Thursday, February 20, 2014

Councils offer patient perspective

Members of the Patient Family Advisory Council study a Continuous Quality Improvement daily management board on the third floor at Cox South. The council recently did a series of Gemba walks led by Scott Rogers, administrative director, organizational development, to see how departments approach performance improvement.

We see every day how complex health care is, with collaborating departments, complementary fields of practice and many experts required to care for those who need us. Ultimately, all the complexity, and all of our work, is in service of one thing: our patients.

We’re all striving for patient-centered care, but how do we really hear from patients and see things from their point of view? A new Patient Family Advisory Council (PFAC) is now formalizing that process, offering leaders and staff members access to a patient perspective. The council, now in place at Cox South and Cox Monett, is designed to give voice to patient concerns and to improve collaboration between caregivers, patients and families.

“Our goal is to create an environment where patients and family are seen as part of the care team,” says Jessica Lightfoot, Guest Services patient advocate and coordinator of the PFAC at Cox South. “We want open and honest communication – being willing to talk about opportunities for improvement is important for changing and improving the ways we provide care.”

The council was founded in April 2013 and is made up of participants – CoxHealth volunteers, employees and community members – who have been patients or patient family members. The group meets one evening per month to discuss issues affecting the patient experience and learn about efforts to improve care and service throughout the system.

The PFAC is a key resource for departments as they undertake projects that will affect patient care. Departments are able to seek the council’s input on a project; council members brainstorm possible approaches and then present solutions over the course of 2-3 meetings.

Lightfoot says that, so far, improving communication with patients has been a common theme. One recent example is a project in the CCU/MICU. The unit was working on new welcome information for patient families and approached the council for input. The PFAC reviewed the welcome packet – asking questions like: what information needs to be included? Is this presented in a way the average person can understand it?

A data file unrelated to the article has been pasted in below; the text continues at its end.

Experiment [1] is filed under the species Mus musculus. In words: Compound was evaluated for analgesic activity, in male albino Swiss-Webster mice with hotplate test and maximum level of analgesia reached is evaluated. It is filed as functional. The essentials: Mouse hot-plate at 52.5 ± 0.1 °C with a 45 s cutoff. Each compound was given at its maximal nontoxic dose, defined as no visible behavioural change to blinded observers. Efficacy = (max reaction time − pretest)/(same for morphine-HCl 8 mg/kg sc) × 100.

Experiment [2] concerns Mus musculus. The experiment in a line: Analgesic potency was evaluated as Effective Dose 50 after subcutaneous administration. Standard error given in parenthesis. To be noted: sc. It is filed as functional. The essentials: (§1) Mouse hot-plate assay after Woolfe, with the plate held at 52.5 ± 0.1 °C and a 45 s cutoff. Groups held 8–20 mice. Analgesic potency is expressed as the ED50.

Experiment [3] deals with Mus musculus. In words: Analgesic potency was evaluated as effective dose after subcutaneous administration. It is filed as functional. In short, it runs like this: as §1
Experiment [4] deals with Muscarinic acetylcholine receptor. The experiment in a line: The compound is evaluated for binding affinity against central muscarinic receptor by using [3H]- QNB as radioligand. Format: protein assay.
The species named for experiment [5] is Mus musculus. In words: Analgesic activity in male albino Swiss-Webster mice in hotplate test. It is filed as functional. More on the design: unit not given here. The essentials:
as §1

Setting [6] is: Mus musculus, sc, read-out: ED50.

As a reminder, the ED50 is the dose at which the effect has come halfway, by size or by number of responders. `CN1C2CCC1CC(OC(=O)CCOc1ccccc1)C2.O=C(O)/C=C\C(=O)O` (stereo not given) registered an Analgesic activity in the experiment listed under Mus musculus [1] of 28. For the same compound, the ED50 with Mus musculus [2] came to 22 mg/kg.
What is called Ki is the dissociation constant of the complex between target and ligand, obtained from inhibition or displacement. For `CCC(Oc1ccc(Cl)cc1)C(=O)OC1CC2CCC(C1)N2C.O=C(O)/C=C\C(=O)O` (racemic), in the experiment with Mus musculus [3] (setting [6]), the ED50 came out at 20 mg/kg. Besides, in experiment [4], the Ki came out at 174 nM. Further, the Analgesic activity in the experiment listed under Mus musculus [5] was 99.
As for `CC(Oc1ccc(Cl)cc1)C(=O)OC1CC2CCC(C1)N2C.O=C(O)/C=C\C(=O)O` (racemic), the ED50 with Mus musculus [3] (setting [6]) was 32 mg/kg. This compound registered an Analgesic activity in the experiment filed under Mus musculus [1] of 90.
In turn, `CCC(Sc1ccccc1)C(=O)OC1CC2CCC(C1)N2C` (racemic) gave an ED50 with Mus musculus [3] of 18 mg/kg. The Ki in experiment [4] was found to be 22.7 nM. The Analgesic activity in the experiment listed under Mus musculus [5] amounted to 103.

All of those efforts to improve communication can help reduce the time staff members spend individually answering common questions.

The PFAC has partnered with leaders on the unit to help staff members coordinate their ongoing communication with families during a patient’s stay.

“Families need to know that we want to keep them in the loop of their loved one’s care, but every time we answer a phone inquiry about a patient, it takes away time from patient care,” Lightfoot says. The unit is currently tracking the volume of family phone calls on their Continuous Quality Improvement daily management board.

“We’re working to meet most family needs and still facilitate bedside care.”

At Cox Monett, the PFAC is similarly focused – their council has been working with administration to examine the communication the hospital provides to patients and visitors, with an eye toward making sure information is easy for patients and families to understand.

“We want to make sure patients have positive outcomes and communication is a big part of that,” says Leichelle Cotney, who coordinates the Monett PFAC. “And, for our members, the council gives them ownership in the hospital and the things going on here.”

The Monett council is currently working on a new patient handbook for the hospital and they’re advising on signs and wayfinding in the parts of the facility that are currently being renovated.

All of the projects, along with several more coming up in 2014, are small, coordinated steps in the ongoing pursuit of excellence. Improving patient care and customer service requires constant evaluation of how we’re doing and what we can be doing better. Lightfoot and Cotney agree that the councils are a key tool in making every patient’s stay the best it can be.

“We want to be the best. We’re doing a good job, but we can always do better,” Cotney says. “Any tool to help us meet that objective is to the benefit of everyone.”